Taking Self-Regulation Seriously: High-Ranking Officer Sanctions for Work-Law Violations
Berkeley Journal of Employment and Labor Law, Vol. 32, No. 2, p. 279, 2012
68 Pages Posted: 6 Mar 2012
Date Written: March 5, 2012
Work law confronts a vexing enforcement gap. After decades of employer-side pushback and doctrinal erosion, the traditional mechanisms through which labor and employment protections have been enforced — command-and-control regulatory oversight and private litigation — now fall short in large sectors of the economy. And unions, once a powerful check against employer overstepping, are absent in the vast majority of workplaces and weaker where they still exist. The result is widespread noncompliance, particularly at the low end of the labor market.
As the traditional approaches to enforcement have waned, self-regulatory alternatives to fostering legal compliance have gained traction in both theory and practice. Yet, despite their rhetorical appeal and likely staying power, they, too, have failed.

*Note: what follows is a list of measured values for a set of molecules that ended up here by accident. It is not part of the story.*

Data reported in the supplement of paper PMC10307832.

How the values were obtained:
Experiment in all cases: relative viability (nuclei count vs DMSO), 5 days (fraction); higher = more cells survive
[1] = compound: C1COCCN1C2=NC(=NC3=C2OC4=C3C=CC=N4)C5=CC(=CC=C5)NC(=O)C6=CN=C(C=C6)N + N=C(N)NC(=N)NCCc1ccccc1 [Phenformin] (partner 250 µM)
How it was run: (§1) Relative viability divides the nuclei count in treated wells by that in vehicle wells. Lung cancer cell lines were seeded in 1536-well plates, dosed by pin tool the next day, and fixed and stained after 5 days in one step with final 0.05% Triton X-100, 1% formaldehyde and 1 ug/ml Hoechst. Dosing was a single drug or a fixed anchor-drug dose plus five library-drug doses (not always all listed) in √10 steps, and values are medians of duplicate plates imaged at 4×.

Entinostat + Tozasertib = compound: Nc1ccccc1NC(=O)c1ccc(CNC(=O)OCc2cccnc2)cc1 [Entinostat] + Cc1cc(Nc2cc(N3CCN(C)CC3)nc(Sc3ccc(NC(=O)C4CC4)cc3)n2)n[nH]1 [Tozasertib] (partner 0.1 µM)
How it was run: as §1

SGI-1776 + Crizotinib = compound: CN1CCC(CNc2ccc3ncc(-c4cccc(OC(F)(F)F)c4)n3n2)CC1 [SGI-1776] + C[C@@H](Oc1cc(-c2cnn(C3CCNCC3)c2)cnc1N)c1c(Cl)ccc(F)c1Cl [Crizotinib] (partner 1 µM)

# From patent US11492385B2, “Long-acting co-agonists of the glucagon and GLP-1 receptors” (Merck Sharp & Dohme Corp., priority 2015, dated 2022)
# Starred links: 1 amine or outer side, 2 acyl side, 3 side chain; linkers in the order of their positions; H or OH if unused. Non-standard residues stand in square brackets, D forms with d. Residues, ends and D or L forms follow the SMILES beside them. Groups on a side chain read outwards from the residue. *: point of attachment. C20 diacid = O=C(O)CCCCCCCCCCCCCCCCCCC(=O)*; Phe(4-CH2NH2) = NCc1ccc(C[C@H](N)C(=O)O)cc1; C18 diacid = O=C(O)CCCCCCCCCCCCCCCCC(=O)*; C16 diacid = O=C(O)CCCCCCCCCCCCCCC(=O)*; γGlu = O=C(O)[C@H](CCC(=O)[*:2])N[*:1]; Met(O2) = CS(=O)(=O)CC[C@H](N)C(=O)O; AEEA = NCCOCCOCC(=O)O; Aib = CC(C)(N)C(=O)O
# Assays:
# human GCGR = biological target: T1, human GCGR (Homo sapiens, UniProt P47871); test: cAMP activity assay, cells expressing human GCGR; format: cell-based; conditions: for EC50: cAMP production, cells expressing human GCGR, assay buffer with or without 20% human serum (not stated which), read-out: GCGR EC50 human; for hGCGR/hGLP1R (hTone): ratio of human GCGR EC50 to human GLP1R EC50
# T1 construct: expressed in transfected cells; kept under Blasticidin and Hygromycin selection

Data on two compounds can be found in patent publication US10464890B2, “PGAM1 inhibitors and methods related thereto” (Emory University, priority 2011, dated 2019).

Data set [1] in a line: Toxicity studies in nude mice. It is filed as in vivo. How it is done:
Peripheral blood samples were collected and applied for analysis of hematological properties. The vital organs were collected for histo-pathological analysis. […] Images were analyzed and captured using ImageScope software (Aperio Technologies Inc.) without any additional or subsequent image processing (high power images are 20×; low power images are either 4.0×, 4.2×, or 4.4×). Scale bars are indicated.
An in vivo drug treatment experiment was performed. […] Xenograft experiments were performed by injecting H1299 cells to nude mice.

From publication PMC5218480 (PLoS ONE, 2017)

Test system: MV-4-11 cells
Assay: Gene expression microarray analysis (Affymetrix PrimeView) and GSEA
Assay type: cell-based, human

This Article traces the decline of the traditional mechanisms for enforcing workplace rights and diagnoses the failure of existing self-regulatory regimes. It then proposes a different strategy for enhancing compliance within firms: imposing “professional-like” supervisory duties on high-ranking corporate officers to ensure firm compliance with work-law standards. Existing self-regulatory models fail precisely because receding oversight and enforcement risks render their inducements too weak to ensure genuine self-regulation. But the principal decision-makers within these firms would approach compliance with far greater vigor if they were bound — personally — to do so. In an era in which the shortcomings in external enforcement are unlikely to be eliminated, supplementing firm-level accountability with a carefully calibrated regime that targets firm decision-makers themselves offers a potentially effective and cost-efficient way to promote greater adherence to work-law mandates.
Keywords: employment, work law, labor law, self-regulation, officer liability, new governance, wage and hour, workplace safety, enterprise liability, vicarious liability, antidiscrimination, employment discrimination, compliance
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